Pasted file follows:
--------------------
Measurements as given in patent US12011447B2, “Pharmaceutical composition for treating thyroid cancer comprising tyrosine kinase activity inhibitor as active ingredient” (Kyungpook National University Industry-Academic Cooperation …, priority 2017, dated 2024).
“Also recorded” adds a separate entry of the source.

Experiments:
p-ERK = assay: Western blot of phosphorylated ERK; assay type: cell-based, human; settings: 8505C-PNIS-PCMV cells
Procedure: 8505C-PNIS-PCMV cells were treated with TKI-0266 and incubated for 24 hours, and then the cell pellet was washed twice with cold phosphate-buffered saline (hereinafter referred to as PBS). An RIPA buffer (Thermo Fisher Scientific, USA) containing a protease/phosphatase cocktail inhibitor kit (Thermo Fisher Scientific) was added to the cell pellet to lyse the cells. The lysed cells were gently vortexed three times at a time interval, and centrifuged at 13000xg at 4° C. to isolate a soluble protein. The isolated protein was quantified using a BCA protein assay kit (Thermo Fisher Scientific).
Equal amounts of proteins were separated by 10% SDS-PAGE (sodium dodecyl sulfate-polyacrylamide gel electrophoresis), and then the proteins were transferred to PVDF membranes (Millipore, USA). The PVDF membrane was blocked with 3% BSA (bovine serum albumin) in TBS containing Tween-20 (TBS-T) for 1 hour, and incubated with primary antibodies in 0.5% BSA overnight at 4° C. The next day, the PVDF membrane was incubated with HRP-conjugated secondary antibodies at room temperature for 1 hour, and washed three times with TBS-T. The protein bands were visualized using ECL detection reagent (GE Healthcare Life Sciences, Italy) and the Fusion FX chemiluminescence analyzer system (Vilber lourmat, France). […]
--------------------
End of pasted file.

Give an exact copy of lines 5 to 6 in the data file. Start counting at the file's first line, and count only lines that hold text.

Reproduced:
Procedure: 8505C-PNIS-PCMV cells were treated with TKI-0266 and incubated for 24 hours, and then the cell pellet was washed twice with cold phosphate-buffered saline (hereinafter referred to as PBS). An RIPA buffer (Thermo Fisher Scientific, USA) containing a protease/phosphatase cocktail inhibitor kit (Thermo Fisher Scientific) was added to the cell pellet to lyse the cells. The lysed cells were gently vortexed three times at a time interval, and centrifuged at 13000xg at 4° C. to isolate a soluble protein. The isolated protein was quantified using a BCA protein assay kit (Thermo Fisher Scientific).
Equal amounts of proteins were separated by 10% SDS-PAGE (sodium dodecyl sulfate-polyacrylamide gel electrophoresis), and then the proteins were transferred to PVDF membranes (Millipore, USA). The PVDF membrane was blocked with 3% BSA (bovine serum albumin) in TBS containing Tween-20 (TBS-T) for 1 hour, and incubated with primary antibodies in 0.5% BSA overnight at 4° C. The next day, the PVDF membrane was incubated with HRP-conjugated secondary antibodies at room temperature for 1 hour, and washed three times with TBS-T. The protein bands were visualized using ECL detection reagent (GE Healthcare Life Sciences, Italy) and the Fusion FX chemiluminescence analyzer system (Vilber lourmat, France). […]